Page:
The Journal of biological chemistry

Identification and expression of five mutations in the human acid sphingomyelinase gene causing types A and B Niemann-Pick disease. Molecular evidence for genetic heterogeneity in the neuronopathic and non-neuronopathic forms.

PMID 1618760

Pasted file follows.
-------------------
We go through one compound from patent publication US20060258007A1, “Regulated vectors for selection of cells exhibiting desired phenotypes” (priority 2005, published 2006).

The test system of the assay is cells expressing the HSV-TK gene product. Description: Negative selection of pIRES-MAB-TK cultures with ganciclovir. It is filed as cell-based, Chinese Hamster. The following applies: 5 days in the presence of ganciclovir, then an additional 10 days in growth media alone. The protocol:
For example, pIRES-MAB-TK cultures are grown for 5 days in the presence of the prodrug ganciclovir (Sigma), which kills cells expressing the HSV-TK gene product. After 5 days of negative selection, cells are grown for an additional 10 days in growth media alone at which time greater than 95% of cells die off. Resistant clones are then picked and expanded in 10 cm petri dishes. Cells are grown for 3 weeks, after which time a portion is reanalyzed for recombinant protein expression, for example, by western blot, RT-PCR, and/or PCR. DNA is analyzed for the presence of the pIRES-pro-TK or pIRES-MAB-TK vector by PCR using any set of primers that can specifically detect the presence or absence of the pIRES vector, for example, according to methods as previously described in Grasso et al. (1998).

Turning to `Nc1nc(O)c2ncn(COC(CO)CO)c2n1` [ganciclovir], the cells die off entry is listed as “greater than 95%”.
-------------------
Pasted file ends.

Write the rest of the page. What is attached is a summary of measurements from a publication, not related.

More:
The deficient activity of the human lysosomal hydrolase, acid sphingomyelinase (ASM, EC, results in the neuronopathic (Type A) and non-neuronopathic (Type B) forms of Niemann-Pick disease (NPD). To investigate the genetic basis of the phenotypic heterogeneity in NPD, the molecular lesions in the ASM gene were determined from three unrelated NPD patients and evaluated by transient expression in COS-1 cells. A Type A NPD patient of Asian Indian ancestry (proband 1) was homoallelic for a T to A transversion in exon 2 of the ASM gene which predicted a premature stop at codon 261 of the ASM polypeptide (designated L261X). In contrast, an unrelated Type A patient of European ancestry (proband 2) was heteroallelic for a two-base (TT) deletion in exon 2 which caused a frame-shift mutation at ASM codon 178 (designated fsL178), leading to a premature stop at codon 190, and a G to A transition in exon 3 which caused a methionine to isoleucine substitution at codon 382 (designated M382I). Transient expression of the fsL178, L261X, and M382I mutations in COS-1 cells demonstrated that these lesions did not produce catalytically active ASM, consistent with the severe neuronopathic Type A NPD phenotype. In contrast, an unrelated Type B patient of European descent (proband 3) was heteroallelic for two missense mutations, a G to A transition in exon 2 which predicted a glycine to arginine substitution at ASM codon 242 (designated G242R), and an A to G transition in exon 3 which resulted in an asparagine to serine substitution at codon 383 (designated N383S). Interestingly, the G242R allele produced ASM activity in COS-1 cells at levels about 40% of that expressed by the normal allele, thereby explaining the mild Type B phenotype of proband 3 and the high residual activity (i.e. approximately 15% of normal) in cultured lymphoblasts. In contrast, the N383S allele did not produce catalytically active enzyme. None of these five ASM mutations was detected in over 60 other unrelated NPD patients analyzed, nor were these mutations found in over 100 normal ASM alleles. Thus, small deletions or nonsense mutations which trunctated the ASM polypeptide, or missense mutations that rendered the enzyme noncatalytic, resulted in Type A NPD disease, whereas a missense mutation that produced a defective enzyme with residual catalytic activity caused the milder nonneuronopathic Type B phenotype. These findings have facilitated genotype/phenotype correlations for this lysosomal storage disease and provided insights into the functional organization of the ASM polypeptide.